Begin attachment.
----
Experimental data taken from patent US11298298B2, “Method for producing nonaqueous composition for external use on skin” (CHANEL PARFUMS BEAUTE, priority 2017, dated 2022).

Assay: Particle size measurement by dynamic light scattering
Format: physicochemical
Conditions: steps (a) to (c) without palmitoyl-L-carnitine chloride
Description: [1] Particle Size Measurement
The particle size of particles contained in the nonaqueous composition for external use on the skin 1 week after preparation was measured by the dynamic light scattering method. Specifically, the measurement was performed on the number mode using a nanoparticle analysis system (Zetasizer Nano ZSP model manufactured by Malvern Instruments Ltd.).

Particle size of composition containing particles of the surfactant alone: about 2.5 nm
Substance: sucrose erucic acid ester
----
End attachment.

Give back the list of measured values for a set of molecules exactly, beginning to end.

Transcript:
Experimental data taken from patent US11298298B2, “Method for producing nonaqueous composition for external use on skin” (CHANEL PARFUMS BEAUTE, priority 2017, dated 2022).

Assay: Particle size measurement by dynamic light scattering
Format: physicochemical
Conditions: steps (a) to (c) without palmitoyl-L-carnitine chloride
Description: [1] Particle Size Measurement
The particle size of particles contained in the nonaqueous composition for external use on the skin 1 week after preparation was measured by the dynamic light scattering method. Specifically, the measurement was performed on the number mode using a nanoparticle analysis system (Zetasizer Nano ZSP model manufactured by Malvern Instruments Ltd.).

Particle size of composition containing particles of the surfactant alone: about 2.5 nm
Substance: sucrose erucic acid ester